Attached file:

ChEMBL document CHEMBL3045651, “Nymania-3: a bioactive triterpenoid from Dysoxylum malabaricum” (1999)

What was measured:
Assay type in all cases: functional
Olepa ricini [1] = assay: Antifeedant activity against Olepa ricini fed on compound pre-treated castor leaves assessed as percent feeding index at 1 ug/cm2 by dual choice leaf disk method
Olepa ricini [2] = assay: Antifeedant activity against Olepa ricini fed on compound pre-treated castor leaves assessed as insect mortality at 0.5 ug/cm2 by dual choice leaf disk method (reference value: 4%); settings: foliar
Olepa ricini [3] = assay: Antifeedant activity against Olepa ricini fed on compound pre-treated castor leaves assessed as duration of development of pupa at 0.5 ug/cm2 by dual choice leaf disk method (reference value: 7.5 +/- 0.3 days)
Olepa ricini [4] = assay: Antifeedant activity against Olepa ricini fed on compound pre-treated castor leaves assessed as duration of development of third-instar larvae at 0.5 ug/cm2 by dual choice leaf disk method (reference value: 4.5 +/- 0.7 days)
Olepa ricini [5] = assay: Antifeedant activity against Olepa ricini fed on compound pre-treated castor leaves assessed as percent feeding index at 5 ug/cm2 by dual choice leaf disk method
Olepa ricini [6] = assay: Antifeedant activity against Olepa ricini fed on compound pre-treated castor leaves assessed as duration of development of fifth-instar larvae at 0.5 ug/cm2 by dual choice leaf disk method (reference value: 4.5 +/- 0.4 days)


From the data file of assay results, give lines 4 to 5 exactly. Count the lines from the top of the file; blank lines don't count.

Olepa ricini [1] = assay: Antifeedant activity against Olepa ricini fed on compound pre-treated castor leaves assessed as percent feeding index at 1 ug/cm2 by dual choice leaf disk method
Olepa ricini [2] = assay: Antifeedant activity against Olepa ricini fed on compound pre-treated castor leaves assessed as insect mortality at 0.5 ug/cm2 by dual choice leaf disk method (reference value: 4%); settings: foliar